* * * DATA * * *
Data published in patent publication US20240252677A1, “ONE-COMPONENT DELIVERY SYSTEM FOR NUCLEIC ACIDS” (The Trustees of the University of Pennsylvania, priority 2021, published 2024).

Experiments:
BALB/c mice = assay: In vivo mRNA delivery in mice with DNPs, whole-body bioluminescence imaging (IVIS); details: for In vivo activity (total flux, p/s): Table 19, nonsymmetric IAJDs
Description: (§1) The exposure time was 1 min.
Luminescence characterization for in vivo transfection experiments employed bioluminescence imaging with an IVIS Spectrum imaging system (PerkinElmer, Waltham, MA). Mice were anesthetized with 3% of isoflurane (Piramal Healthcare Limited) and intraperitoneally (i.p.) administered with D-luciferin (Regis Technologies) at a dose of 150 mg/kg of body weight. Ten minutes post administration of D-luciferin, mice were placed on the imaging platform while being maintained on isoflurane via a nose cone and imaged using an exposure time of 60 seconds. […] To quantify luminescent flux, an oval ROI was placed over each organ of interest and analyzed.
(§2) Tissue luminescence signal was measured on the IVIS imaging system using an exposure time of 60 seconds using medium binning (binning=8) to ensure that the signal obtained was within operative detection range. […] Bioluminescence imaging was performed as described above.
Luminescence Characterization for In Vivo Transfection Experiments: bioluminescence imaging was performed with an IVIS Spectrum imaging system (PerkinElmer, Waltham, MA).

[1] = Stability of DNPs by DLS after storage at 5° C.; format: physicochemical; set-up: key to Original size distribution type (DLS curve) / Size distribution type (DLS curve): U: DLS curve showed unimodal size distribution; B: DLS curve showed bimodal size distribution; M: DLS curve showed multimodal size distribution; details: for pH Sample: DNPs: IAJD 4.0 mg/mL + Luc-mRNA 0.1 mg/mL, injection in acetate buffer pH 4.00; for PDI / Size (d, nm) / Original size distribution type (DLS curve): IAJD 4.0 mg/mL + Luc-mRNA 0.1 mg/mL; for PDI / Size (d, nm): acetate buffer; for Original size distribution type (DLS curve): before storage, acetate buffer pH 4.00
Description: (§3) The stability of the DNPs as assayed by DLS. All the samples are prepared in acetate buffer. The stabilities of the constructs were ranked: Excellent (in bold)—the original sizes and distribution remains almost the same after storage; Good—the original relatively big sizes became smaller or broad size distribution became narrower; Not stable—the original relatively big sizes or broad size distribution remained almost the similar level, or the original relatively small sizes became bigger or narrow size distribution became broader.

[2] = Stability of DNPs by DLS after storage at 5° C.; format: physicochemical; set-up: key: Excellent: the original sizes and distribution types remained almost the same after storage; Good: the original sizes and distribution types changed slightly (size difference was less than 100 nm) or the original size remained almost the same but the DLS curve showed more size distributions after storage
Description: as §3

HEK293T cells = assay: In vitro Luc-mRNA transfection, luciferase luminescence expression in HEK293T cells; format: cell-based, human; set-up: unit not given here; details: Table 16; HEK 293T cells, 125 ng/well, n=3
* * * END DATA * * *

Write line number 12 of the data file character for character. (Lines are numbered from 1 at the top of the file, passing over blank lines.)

HEK293T cells = assay: In vitro Luc-mRNA transfection, luciferase luminescence expression in HEK293T cells; format: cell-based, human; set-up: unit not given here; details: Table 16; HEK 293T cells, 125 ng/well, n=3